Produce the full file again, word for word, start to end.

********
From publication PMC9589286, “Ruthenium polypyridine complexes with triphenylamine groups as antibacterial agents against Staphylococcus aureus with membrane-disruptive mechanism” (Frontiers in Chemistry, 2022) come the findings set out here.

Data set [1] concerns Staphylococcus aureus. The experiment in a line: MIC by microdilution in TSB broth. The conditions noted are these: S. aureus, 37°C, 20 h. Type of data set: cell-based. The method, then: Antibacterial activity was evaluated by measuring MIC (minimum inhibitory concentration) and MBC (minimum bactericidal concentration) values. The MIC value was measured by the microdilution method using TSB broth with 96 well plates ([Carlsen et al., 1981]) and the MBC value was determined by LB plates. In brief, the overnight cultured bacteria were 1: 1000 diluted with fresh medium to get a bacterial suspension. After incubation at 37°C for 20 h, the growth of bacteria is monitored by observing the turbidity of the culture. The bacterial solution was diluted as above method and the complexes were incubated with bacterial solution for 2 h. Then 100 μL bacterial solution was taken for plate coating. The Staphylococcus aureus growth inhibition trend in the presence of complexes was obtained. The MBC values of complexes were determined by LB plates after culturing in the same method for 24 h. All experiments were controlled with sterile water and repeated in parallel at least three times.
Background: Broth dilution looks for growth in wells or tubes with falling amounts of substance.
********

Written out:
From publication PMC9589286, “Ruthenium polypyridine complexes with triphenylamine groups as antibacterial agents against Staphylococcus aureus with membrane-disruptive mechanism” (Frontiers in Chemistry, 2022) come the findings set out here.

Data set [1] concerns Staphylococcus aureus. The experiment in a line: MIC by microdilution in TSB broth. The conditions noted are these: S. aureus, 37°C, 20 h. Type of data set: cell-based. The method, then: Antibacterial activity was evaluated by measuring MIC (minimum inhibitory concentration) and MBC (minimum bactericidal concentration) values. The MIC value was measured by the microdilution method using TSB broth with 96 well plates ([Carlsen et al., 1981]) and the MBC value was determined by LB plates. In brief, the overnight cultured bacteria were 1: 1000 diluted with fresh medium to get a bacterial suspension. After incubation at 37°C for 20 h, the growth of bacteria is monitored by observing the turbidity of the culture. The bacterial solution was diluted as above method and the complexes were incubated with bacterial solution for 2 h. Then 100 μL bacterial solution was taken for plate coating. The Staphylococcus aureus growth inhibition trend in the presence of complexes was obtained. The MBC values of complexes were determined by LB plates after culturing in the same method for 24 h. All experiments were controlled with sterile water and repeated in parallel at least three times.
Background: Broth dilution looks for growth in wells or tubes with falling amounts of substance.